Pueblo

It's said that the earliest permanent building in Colorado was erected in Pueblo by Lt. Zebulon Pike while he explored this part of the West. On his heels, Colorado's earliest pioneers established Fort Pueblo, a trading post on the banks of the Arkansas River, which flows out of the nearby Sangre de Cristo mountain range.

The arrival of the Denver & Rio Grande Railroad in 1872, combined with the availability of coal, came together to create what later was known as the Steel City, which became Pueblo's identity.

Pueblo Attractions

But Pueblo has changed over time, steel mills giving way to the Riverwalk and family cafes joined by upscale restaurants. Today, the city is a thriving town that values culture and arts as well as livestock shows and hot-rod expos. In fact, the city's Creative Corridor runs through three historic neighborhoods, filled with galleries, museums, fountains, live music and other arts festivities.

One of the city's claims to fame is its Mexican food. Pueblo farmers grow their own variety of green chile, made into a savory stew to top just about anything edible. Local growers bring their produce to farmers' markets all over the region each summer. Each fall, the Chile & Frijoles Festival celebrates the harvest and the city's Hispanic heritage.

Downtown events often revolve around the Sangre de Cristo Arts & Conference Center and adjacent Buell Children's Museum, which has won national recognition for excellence.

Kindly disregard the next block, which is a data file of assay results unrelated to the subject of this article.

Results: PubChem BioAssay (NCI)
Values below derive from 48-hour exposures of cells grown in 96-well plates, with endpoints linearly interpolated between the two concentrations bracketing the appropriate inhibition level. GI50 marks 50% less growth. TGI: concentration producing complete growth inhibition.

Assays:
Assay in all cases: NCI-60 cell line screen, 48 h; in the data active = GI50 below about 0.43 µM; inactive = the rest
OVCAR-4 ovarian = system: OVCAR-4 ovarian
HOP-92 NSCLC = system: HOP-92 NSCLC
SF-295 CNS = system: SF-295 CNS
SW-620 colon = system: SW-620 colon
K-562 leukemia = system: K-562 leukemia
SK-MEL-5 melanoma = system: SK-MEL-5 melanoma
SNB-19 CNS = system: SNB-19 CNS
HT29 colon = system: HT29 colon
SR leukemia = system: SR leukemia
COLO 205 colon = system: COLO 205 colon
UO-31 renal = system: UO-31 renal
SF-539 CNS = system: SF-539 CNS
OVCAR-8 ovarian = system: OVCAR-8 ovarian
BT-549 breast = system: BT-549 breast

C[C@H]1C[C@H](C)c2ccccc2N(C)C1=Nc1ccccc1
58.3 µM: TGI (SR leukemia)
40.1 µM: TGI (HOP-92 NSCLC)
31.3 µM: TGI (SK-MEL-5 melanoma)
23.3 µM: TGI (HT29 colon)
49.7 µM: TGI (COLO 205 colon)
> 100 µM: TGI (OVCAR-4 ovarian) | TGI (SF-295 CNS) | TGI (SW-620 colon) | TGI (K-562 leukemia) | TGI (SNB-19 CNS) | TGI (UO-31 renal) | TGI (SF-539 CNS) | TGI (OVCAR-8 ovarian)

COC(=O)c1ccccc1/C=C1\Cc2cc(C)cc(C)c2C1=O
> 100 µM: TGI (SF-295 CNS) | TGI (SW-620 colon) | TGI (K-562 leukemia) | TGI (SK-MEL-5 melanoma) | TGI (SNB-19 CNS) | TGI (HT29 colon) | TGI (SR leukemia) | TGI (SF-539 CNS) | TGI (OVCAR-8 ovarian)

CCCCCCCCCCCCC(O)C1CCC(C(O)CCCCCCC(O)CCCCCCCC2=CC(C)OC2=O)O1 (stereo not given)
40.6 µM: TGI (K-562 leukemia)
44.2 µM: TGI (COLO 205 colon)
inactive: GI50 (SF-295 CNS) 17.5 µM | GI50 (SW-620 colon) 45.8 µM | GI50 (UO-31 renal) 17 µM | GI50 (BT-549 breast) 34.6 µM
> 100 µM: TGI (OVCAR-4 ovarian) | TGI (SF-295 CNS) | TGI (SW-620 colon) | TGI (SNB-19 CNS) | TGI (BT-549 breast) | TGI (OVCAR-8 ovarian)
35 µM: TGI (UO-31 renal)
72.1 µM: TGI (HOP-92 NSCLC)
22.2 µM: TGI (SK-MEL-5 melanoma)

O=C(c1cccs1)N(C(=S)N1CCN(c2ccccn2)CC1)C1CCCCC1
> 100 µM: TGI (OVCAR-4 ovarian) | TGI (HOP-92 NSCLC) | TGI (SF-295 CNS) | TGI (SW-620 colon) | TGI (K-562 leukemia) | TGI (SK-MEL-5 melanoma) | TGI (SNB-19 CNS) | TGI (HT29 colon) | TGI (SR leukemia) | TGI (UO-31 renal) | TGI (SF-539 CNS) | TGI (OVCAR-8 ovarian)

The city's ambitious Nature and Raptor Center provides pleasant hiking along the river and houses rescued wild birds such as owls and eagles. There's also Lake Pueblo State Park west of town, where fishing, boating and other water sports are the order of the day, as well as great mountain biking trails. And in City Park, there's a zoo, including children's carnival rides and an antique carousel.

Pueblo has not forgotten its roots. Witness the revitalization of the Union Avenue Historic District and the completely rebuilt El Pueblo Museum, which honors the area's history and cultural diversity. Those in search of more history can find it at Rosemount Museum, home of one of the city's founding fathers, or the Steelworks Museum of Industry & Culture, which houses a collection of archives and artifacts associated with the CF&I steel mill and its mining communities.

Colorado State Fair

And if you're fortunate enough to visit Pueblo in late August or September, you just might catch the annual Colorado State Fair, nearly two weeks of carnivals, livestock shows, rodeos and concerts, or the Chile & Frijoles Festival, a free-for-all celebration of the prized, locally grown prized green chile served countless ways — and one of the reasons Pueblo's on the rise as a top food city in Colorado. Another is a long tradition of Italian, Greek, Croatian, Polish, Irish, German and African-American Puebloans that are shaping the city’s menus.

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